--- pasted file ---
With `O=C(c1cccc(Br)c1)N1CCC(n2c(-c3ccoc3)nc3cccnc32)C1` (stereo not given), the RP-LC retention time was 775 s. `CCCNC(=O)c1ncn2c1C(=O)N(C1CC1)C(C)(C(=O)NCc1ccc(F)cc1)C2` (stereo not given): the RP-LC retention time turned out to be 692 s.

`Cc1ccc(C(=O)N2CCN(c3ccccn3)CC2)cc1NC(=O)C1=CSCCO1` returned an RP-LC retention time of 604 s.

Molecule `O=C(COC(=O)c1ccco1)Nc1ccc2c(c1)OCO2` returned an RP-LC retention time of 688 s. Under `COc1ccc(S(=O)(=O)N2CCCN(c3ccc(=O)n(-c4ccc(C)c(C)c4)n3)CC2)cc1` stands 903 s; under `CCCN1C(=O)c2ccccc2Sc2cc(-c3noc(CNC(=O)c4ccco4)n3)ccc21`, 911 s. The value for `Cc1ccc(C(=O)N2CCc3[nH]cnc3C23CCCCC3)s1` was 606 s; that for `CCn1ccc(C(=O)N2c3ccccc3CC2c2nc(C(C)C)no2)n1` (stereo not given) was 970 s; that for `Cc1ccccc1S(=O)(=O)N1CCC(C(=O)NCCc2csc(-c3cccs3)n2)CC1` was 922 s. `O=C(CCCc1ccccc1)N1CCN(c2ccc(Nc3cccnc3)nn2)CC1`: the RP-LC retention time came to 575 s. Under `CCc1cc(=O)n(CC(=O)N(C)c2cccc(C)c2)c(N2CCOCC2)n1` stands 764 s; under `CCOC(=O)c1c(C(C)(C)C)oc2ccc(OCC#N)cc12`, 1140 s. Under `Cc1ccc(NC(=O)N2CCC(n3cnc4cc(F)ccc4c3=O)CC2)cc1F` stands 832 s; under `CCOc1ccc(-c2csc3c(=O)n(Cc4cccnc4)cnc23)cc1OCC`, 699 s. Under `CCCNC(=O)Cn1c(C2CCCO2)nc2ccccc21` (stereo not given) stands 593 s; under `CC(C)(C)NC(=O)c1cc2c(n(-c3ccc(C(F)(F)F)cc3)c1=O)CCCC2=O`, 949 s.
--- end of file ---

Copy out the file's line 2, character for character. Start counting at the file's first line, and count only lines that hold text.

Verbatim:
`Cc1ccc(C(=O)N2CCN(c3ccccn3)CC2)cc1NC(=O)C1=CSCCO1` returned an RP-LC retention time of 604 s.